I would recommend you use ST_HausdorffDistance() to caluclate the similarity of your GPS tracks; using
ST_Distance() will cause you issues if your tracks get near to each other at some point, but otherwise are divergent.
Hausdorff distance is a bit funny to get your head around, but it's ideal for this sort of query, and after a bit of trial and error, you can usually settle on a good value for what you consider similar.
The time part of the query can be best handled with the
INTERVAL types built in to PostgreSQL. Assuming you have one row per track, and each track has a single
TIMESTAMP representing the start time say, then queries like these work well:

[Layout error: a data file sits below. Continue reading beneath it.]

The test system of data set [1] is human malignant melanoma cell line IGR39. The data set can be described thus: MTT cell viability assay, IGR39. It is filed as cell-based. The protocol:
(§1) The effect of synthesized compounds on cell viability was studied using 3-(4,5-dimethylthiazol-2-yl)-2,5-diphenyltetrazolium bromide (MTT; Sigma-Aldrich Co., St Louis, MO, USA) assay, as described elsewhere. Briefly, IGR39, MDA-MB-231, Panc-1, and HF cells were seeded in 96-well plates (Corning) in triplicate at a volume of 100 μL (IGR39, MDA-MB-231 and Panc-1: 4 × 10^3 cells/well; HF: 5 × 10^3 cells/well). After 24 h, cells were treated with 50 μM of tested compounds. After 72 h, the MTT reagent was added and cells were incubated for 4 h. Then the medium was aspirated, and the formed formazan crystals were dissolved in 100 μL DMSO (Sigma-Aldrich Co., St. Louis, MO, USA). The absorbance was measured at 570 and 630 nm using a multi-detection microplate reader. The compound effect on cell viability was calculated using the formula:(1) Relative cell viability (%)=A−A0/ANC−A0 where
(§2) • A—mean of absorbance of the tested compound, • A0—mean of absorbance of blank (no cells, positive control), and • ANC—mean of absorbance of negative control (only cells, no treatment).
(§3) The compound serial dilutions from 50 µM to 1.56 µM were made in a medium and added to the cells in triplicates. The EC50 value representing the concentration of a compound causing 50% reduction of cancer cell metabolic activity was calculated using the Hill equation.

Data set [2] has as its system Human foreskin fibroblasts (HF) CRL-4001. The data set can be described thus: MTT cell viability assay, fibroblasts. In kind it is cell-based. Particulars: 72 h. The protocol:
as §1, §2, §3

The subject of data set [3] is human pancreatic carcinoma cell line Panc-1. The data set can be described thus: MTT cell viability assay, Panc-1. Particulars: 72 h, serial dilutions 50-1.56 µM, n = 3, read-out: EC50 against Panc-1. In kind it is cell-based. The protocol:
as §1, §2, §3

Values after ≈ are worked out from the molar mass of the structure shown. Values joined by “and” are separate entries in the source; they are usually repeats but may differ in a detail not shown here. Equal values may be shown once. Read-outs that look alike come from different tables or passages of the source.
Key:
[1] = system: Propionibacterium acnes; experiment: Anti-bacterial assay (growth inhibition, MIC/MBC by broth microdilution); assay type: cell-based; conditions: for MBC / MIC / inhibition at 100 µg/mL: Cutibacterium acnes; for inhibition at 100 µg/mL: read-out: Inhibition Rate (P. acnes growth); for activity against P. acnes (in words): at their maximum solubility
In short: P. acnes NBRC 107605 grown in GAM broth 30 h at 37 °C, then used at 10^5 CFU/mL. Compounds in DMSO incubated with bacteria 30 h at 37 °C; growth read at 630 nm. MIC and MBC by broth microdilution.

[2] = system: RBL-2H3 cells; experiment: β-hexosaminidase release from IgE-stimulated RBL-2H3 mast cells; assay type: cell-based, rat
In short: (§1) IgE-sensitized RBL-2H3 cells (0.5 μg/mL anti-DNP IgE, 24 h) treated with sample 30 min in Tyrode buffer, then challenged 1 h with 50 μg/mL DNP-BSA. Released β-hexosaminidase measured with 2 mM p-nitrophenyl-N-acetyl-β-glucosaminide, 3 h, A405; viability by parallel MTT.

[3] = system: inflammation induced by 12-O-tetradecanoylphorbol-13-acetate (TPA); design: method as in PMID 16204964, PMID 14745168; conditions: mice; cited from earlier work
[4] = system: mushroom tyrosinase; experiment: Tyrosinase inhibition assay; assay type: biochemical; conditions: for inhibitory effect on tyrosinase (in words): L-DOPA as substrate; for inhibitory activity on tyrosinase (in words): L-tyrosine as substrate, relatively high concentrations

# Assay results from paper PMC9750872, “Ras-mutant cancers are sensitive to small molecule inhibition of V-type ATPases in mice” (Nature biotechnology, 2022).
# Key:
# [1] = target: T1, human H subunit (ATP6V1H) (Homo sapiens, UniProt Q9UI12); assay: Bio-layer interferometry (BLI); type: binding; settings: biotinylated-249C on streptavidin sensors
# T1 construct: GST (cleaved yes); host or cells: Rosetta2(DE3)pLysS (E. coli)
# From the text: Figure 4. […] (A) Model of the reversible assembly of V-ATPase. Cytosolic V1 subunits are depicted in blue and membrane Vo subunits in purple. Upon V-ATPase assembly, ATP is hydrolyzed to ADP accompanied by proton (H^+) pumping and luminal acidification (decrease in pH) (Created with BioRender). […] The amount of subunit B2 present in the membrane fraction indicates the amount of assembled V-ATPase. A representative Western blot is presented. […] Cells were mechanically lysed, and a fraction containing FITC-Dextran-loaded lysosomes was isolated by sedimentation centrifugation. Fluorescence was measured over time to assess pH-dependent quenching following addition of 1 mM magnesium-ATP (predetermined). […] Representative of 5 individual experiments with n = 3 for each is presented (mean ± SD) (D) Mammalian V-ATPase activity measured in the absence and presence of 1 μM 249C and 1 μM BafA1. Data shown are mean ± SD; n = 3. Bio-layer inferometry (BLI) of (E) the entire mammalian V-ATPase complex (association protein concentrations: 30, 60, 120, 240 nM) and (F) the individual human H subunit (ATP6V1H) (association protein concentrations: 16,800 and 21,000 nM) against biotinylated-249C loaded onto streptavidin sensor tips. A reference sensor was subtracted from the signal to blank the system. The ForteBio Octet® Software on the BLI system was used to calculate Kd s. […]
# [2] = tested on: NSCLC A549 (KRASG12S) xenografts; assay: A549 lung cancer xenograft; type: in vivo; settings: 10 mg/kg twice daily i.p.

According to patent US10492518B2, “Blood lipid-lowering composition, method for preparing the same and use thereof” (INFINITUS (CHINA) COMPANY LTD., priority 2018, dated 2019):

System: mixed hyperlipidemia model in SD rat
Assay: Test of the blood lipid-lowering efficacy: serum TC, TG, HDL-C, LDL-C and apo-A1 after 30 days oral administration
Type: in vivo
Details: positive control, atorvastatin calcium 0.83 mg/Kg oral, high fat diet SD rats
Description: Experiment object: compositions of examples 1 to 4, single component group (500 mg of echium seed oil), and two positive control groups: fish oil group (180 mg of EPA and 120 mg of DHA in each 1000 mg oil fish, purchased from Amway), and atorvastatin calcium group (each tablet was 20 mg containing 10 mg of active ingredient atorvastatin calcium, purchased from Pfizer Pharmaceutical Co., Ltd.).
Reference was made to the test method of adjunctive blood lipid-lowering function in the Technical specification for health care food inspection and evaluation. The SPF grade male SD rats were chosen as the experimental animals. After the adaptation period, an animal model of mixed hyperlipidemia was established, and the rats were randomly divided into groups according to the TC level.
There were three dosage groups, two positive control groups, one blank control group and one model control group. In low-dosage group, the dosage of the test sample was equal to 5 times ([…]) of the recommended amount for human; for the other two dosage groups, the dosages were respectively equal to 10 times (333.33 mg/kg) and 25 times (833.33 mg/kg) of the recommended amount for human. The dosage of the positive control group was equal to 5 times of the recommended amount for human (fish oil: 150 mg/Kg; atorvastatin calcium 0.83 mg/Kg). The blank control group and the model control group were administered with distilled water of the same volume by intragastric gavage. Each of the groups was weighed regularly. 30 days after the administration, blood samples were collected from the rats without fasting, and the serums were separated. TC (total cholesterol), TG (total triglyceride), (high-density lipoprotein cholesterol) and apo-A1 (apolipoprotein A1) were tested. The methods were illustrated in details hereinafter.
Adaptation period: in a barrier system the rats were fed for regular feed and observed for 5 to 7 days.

SELECT TIMESTAMP '1999-12-30' - TIMESTAMP '1999-12-11' < INTERVAL '20 days';
Which returns true;
SELECT TIMESTAMP '1999-12-30' - TIMESTAMP '1999-12-11' < INTERVAL '20 minutes';
Which returns false.
So your overall query should look something like this:
SELECT a.geom FROM gps a, gps b
WHERE ST_HausdorffDistance(a.geom, b.geom) < 23.0
AND b.ts <= a.ts
AND a.ts - b.ts < INTERVAL '20 minutes';
So we're checking for the similarity of two linestrings, then only if one timestamp is less than another (to avoid two records being compared on both sides) do we see if they're temporally similar.
Caveat: I've not tried this on real data, but the syntax works on my database.